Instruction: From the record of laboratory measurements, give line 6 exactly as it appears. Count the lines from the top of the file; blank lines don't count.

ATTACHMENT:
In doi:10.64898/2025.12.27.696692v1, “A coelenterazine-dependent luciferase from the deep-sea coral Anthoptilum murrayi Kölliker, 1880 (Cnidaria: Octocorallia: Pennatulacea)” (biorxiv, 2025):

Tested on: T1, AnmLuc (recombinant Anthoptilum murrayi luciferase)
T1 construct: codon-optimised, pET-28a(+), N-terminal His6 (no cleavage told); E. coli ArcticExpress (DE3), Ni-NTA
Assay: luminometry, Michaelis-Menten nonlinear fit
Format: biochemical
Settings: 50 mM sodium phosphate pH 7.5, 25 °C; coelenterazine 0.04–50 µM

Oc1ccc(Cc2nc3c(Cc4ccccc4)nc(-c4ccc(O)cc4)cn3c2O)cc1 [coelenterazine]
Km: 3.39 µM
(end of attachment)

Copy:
Settings: 50 mM sodium phosphate pH 7.5, 25 °C; coelenterazine 0.04–50 µM